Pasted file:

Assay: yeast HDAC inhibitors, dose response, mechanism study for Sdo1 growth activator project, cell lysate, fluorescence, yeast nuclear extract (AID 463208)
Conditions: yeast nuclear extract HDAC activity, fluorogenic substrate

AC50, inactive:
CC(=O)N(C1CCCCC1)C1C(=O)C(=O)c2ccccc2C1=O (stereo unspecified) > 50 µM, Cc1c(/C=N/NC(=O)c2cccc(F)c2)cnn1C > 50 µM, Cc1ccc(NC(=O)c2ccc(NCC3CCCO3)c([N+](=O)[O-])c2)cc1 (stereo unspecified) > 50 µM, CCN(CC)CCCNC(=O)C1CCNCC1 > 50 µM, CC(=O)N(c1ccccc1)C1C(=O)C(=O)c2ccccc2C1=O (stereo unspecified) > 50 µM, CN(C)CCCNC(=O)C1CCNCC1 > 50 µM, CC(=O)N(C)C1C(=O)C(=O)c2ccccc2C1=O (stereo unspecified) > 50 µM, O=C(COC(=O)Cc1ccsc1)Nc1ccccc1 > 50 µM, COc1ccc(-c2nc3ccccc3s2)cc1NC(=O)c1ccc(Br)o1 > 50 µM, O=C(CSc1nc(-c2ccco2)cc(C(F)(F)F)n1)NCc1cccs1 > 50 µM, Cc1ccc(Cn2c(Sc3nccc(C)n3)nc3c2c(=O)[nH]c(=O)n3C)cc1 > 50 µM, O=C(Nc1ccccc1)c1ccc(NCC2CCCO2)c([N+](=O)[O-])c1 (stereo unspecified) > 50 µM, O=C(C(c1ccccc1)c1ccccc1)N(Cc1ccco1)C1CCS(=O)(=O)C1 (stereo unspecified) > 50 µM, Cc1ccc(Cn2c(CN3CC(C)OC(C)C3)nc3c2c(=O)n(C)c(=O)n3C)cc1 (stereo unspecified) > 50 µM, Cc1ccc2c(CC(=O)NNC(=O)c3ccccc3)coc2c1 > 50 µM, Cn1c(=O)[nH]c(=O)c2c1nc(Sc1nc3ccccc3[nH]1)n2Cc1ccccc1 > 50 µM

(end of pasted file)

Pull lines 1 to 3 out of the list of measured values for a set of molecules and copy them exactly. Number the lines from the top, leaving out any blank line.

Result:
Assay: yeast HDAC inhibitors, dose response, mechanism study for Sdo1 growth activator project, cell lysate, fluorescence, yeast nuclear extract (AID 463208)
Conditions: yeast nuclear extract HDAC activity, fluorogenic substrate

AC50, inactive: